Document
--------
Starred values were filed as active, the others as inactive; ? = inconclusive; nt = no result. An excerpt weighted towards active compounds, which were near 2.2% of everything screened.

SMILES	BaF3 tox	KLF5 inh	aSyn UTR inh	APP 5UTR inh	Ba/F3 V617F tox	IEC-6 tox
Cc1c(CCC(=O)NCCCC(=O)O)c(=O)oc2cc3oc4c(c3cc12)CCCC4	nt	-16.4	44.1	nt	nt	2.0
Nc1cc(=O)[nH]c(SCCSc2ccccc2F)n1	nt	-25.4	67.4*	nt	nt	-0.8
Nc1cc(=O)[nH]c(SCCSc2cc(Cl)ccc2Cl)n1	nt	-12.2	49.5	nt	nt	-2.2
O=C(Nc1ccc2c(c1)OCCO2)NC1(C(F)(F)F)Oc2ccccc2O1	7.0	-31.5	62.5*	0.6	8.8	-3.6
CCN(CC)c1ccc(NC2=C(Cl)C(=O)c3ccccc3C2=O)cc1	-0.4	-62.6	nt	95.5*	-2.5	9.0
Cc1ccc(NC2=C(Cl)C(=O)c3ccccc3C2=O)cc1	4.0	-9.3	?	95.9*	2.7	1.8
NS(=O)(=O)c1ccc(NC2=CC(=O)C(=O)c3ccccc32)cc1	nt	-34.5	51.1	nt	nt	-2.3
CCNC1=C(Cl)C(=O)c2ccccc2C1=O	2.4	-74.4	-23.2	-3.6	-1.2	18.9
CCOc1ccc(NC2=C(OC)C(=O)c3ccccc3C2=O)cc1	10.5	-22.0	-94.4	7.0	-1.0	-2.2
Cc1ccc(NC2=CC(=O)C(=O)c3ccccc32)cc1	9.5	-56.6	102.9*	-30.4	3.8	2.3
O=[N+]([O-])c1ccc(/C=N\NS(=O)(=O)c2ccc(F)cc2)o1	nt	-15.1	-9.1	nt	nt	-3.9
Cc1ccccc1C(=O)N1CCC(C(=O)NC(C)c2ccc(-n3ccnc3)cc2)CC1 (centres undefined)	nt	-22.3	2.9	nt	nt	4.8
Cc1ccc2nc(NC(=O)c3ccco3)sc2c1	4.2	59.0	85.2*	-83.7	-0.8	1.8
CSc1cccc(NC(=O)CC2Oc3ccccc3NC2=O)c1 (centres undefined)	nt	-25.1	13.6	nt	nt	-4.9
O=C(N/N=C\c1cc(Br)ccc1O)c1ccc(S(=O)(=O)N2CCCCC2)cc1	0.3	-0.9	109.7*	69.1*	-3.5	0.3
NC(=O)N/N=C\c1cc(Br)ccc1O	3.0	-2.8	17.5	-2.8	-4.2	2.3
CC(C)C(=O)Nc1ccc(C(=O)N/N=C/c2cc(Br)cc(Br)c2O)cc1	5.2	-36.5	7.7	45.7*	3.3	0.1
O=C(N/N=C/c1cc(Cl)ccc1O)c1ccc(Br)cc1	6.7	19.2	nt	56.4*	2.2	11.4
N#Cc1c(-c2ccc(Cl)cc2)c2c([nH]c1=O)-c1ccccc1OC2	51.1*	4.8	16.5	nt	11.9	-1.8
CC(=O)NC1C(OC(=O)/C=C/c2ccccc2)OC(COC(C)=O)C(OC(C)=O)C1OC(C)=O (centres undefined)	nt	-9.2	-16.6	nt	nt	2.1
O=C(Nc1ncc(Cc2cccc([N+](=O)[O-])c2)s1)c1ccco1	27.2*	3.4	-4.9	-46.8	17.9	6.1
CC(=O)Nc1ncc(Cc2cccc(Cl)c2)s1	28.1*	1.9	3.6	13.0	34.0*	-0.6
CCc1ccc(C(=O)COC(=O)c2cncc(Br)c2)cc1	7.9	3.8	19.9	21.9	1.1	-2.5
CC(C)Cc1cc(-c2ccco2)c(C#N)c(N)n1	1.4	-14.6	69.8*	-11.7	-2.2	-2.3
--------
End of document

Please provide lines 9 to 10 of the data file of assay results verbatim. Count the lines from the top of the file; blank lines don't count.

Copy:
NS(=O)(=O)c1ccc(NC2=CC(=O)C(=O)c3ccccc32)cc1	nt	-34.5	51.1	nt	nt	-2.3
CCNC1=C(Cl)C(=O)c2ccccc2C1=O	2.4	-74.4	-23.2	-3.6	-1.2	18.9